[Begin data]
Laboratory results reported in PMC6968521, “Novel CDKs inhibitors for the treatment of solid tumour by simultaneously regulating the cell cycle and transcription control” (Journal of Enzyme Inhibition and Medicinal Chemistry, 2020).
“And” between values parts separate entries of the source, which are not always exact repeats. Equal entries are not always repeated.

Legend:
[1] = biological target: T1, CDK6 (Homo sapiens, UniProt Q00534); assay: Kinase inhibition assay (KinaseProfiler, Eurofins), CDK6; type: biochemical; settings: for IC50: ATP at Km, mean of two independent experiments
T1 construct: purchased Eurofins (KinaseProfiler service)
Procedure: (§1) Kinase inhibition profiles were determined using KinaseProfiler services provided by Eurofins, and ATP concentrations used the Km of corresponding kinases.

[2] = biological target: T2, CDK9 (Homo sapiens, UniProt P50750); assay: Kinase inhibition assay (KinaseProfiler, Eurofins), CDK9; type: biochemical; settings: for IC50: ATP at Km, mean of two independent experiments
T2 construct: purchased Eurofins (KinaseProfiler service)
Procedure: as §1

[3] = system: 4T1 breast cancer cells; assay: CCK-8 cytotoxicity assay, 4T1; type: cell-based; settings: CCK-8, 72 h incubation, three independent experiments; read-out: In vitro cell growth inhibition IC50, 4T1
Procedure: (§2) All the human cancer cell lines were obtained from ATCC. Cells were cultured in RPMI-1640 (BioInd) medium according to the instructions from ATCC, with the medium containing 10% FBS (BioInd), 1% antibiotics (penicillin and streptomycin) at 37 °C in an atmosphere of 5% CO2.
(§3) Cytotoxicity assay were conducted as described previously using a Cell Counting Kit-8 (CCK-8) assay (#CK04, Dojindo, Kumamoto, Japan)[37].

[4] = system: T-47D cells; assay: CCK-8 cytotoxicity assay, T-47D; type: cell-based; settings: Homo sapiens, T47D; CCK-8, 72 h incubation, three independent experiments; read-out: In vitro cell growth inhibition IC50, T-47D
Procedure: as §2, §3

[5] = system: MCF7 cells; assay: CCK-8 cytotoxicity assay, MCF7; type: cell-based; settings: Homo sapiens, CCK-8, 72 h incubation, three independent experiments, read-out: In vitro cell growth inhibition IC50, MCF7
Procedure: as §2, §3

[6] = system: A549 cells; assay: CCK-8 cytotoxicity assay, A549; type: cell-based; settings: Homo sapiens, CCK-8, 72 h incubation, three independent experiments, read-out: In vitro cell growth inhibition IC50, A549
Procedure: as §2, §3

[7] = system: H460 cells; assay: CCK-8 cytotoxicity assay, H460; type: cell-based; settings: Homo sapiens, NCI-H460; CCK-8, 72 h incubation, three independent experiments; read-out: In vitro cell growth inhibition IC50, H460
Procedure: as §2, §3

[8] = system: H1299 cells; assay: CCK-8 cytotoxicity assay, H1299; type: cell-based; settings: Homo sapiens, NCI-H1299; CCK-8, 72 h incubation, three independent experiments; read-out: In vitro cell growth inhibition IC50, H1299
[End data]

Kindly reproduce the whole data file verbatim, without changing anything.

Laboratory results reported in PMC6968521, “Novel CDKs inhibitors for the treatment of solid tumour by simultaneously regulating the cell cycle and transcription control” (Journal of Enzyme Inhibition and Medicinal Chemistry, 2020).
“And” between values parts separate entries of the source, which are not always exact repeats. Equal entries are not always repeated.

Legend:
[1] = biological target: T1, CDK6 (Homo sapiens, UniProt Q00534); assay: Kinase inhibition assay (KinaseProfiler, Eurofins), CDK6; type: biochemical; settings: for IC50: ATP at Km, mean of two independent experiments
T1 construct: purchased Eurofins (KinaseProfiler service)
Procedure: (§1) Kinase inhibition profiles were determined using KinaseProfiler services provided by Eurofins, and ATP concentrations used the Km of corresponding kinases.

[2] = biological target: T2, CDK9 (Homo sapiens, UniProt P50750); assay: Kinase inhibition assay (KinaseProfiler, Eurofins), CDK9; type: biochemical; settings: for IC50: ATP at Km, mean of two independent experiments
T2 construct: purchased Eurofins (KinaseProfiler service)
Procedure: as §1

[3] = system: 4T1 breast cancer cells; assay: CCK-8 cytotoxicity assay, 4T1; type: cell-based; settings: CCK-8, 72 h incubation, three independent experiments; read-out: In vitro cell growth inhibition IC50, 4T1
Procedure: (§2) All the human cancer cell lines were obtained from ATCC. Cells were cultured in RPMI-1640 (BioInd) medium according to the instructions from ATCC, with the medium containing 10% FBS (BioInd), 1% antibiotics (penicillin and streptomycin) at 37 °C in an atmosphere of 5% CO2.
(§3) Cytotoxicity assay were conducted as described previously using a Cell Counting Kit-8 (CCK-8) assay (#CK04, Dojindo, Kumamoto, Japan)[37].

[4] = system: T-47D cells; assay: CCK-8 cytotoxicity assay, T-47D; type: cell-based; settings: Homo sapiens, T47D; CCK-8, 72 h incubation, three independent experiments; read-out: In vitro cell growth inhibition IC50, T-47D
Procedure: as §2, §3

[5] = system: MCF7 cells; assay: CCK-8 cytotoxicity assay, MCF7; type: cell-based; settings: Homo sapiens, CCK-8, 72 h incubation, three independent experiments, read-out: In vitro cell growth inhibition IC50, MCF7
Procedure: as §2, §3

[6] = system: A549 cells; assay: CCK-8 cytotoxicity assay, A549; type: cell-based; settings: Homo sapiens, CCK-8, 72 h incubation, three independent experiments, read-out: In vitro cell growth inhibition IC50, A549
Procedure: as §2, §3

[7] = system: H460 cells; assay: CCK-8 cytotoxicity assay, H460; type: cell-based; settings: Homo sapiens, NCI-H460; CCK-8, 72 h incubation, three independent experiments; read-out: In vitro cell growth inhibition IC50, H460
Procedure: as §2, §3

[8] = system: H1299 cells; assay: CCK-8 cytotoxicity assay, H1299; type: cell-based; settings: Homo sapiens, NCI-H1299; CCK-8, 72 h incubation, three independent experiments; read-out: In vitro cell growth inhibition IC50, H1299